Since 9/11, the most important thing I’ve learned has been the necessity for spiritual awareness as a prerequisite for translating spiritual teachings into action. By spiritual awareness, I mean a condition made possible by intentional practices (such as prayer, meditation, and fasting) where the individual self is seen as clearly as possible as a contributing partner to the greater whole of creation. These practices can be rooted in any path that helps to provide purpose and meaning and contributes to the common good. Spiritual practices provide centeredness by helping each of us perceive our deeper being apart from the “doings” and the “havings” of the separate self.
In Christianity, the story of Jesus’s time in the wilderness and the temptations of the devil preceding his public ministry of healing and challenge to the status quo (Luke 4:1-13) reflect this necessity. In that story the particulars are metaphors. The “devil” is the personification of the evil that can so easily fill the emptiness that comes when we are not intentional concerning our spiritual practices.
The moral issues facing us today are so great and complex that we cannot move forward effectively without doing this work that will help us to make the best choices and sustain our energy and hope.
Imam Jamal Rahman:
The 10 years since 9/11 have been a story of lost opportunities and lapses into old patterns. We learn from history that we do not learn from history. But, I would like to focus on hope and vision, on the life-affirming consequences of interfaith relationships in our country.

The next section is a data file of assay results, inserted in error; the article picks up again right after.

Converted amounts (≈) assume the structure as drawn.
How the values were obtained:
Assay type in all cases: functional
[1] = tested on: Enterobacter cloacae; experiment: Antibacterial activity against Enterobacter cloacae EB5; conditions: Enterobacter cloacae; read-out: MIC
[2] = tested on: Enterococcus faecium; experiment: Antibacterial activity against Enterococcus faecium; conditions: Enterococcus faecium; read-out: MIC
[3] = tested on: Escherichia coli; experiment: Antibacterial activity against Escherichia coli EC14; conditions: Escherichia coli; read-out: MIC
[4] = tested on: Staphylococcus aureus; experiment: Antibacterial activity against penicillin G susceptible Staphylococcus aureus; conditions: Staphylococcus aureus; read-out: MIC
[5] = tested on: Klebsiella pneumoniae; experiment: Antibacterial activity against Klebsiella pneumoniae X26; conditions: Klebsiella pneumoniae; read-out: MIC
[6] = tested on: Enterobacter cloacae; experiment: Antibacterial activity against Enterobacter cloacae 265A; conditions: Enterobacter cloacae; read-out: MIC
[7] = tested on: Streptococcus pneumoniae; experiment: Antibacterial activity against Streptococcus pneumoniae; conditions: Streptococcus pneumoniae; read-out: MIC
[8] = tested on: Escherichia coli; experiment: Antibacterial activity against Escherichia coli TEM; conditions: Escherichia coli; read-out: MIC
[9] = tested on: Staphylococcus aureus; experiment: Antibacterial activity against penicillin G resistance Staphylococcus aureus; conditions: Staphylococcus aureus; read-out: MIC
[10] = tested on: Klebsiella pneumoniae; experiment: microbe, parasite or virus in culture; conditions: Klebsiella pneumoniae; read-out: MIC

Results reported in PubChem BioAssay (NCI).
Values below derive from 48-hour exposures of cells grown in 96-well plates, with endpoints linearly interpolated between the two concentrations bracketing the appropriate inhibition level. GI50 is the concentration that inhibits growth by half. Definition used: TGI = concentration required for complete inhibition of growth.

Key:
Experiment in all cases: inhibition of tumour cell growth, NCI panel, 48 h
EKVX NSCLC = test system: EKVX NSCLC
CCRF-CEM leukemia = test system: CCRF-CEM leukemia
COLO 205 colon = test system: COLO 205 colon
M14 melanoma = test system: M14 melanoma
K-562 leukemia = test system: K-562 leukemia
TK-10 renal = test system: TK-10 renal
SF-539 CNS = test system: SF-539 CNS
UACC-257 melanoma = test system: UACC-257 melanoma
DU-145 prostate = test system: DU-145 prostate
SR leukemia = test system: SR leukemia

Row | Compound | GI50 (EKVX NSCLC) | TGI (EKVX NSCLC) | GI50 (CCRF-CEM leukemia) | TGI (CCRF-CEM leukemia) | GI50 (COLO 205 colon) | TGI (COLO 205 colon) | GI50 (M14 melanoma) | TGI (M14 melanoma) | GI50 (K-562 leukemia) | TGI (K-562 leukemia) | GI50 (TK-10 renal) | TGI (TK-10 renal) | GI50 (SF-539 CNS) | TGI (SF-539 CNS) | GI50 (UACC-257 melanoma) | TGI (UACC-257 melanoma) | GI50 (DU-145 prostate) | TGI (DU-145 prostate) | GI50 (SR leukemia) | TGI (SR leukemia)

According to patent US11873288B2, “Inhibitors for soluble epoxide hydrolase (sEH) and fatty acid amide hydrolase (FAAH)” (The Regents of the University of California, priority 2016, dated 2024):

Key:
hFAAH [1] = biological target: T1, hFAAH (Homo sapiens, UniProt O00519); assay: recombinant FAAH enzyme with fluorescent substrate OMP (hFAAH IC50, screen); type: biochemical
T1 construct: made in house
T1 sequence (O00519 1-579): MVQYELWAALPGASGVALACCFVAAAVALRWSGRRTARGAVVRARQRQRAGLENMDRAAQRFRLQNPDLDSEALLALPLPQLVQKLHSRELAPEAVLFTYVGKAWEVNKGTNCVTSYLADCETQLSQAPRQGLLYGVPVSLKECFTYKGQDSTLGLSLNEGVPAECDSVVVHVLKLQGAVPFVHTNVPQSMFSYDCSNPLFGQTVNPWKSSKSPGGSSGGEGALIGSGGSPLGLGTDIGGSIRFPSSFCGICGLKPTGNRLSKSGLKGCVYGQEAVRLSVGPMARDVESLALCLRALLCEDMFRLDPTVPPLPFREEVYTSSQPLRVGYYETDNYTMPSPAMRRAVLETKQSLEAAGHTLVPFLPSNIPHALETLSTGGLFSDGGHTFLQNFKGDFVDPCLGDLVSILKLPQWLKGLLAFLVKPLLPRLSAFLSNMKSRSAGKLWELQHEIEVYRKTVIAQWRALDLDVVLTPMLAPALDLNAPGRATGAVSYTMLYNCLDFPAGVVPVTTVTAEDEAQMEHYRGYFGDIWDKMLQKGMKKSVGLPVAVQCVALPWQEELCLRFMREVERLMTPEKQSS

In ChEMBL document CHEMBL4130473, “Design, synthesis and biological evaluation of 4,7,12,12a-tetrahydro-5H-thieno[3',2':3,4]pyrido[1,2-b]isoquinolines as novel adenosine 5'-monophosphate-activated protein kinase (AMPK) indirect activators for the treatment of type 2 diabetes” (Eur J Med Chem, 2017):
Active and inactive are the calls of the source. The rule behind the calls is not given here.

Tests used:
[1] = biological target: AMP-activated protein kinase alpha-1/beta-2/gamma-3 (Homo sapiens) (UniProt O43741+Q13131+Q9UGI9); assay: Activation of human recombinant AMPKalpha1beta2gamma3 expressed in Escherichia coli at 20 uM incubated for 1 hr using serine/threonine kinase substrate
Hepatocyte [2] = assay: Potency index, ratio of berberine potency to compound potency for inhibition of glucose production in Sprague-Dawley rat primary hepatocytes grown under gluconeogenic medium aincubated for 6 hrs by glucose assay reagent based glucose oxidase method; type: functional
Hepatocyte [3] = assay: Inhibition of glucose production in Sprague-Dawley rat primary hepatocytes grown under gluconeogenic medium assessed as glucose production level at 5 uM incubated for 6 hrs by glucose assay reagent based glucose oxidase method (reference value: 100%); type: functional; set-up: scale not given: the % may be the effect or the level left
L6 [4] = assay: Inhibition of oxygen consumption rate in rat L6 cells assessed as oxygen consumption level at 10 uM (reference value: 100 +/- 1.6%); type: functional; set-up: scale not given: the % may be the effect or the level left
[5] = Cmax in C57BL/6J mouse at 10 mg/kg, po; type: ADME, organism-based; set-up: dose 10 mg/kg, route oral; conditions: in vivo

9/11 laid bare the truth that religious literacy is critical in a multi-religious society. Some entered interfaith dialogue and collaboration with suspicion, but by using their own beings as living laboratories they came to a stunning realization: Interfaith is not about conversion but about completion, about becoming a more complete human being. By being open to the wisdom of other traditions, they deepened their roots in their own traditions.
This effect has led to a significant number of people declaring and practicing what I call a “major and a minor” faith tradition. Looking at an object from different angles gives one a clearer view. Practicing a major and minor creates friendships with the other, and this can lead to epiphanies. A retired missionary who had been sent to combat the “alarming” number of Islamic converts in Africa confided to me, “What a waste of time! I wish I had spent my time becoming more Christ-like and less Caesar-like.” This reminded me of my own spiritual teacher, who criticized Muslim zealots bent on converting others. Trying to impose our religion on another makes us like the well-meaning monkey who plucks a fish out of the water to save it from a watery grave!
From us all:
Our core teachings call us to a spirituality of inclusivity – a spirituality that supports us in walking oneness, love, and compassion into the world we share. In a world splintered by polarization, it is this very inclusive spirituality that we need if we are to bring true political, economic, and social healing to our world.
Rabbi Ted Falcon is the co-founder of Bet Alef Meditative Synagogue in Seattle, where he served as rabbi for 16 years. Pastor Don Mackenzie retired in June of 2008 as minister and head of staff of University Congregational United Church of Christ in Seattle. Imam Jamal Rahman is co-founder and Muslim Sufi minister at Interfaith Community Church in Seattle and adjunct faculty at Seattle University. Together, they are the authors of Getting to the Heart of Interfaith: The Eye-Opening, Hope-Filled Friendship of a Rabbi, a Pastor, and a Sheikh.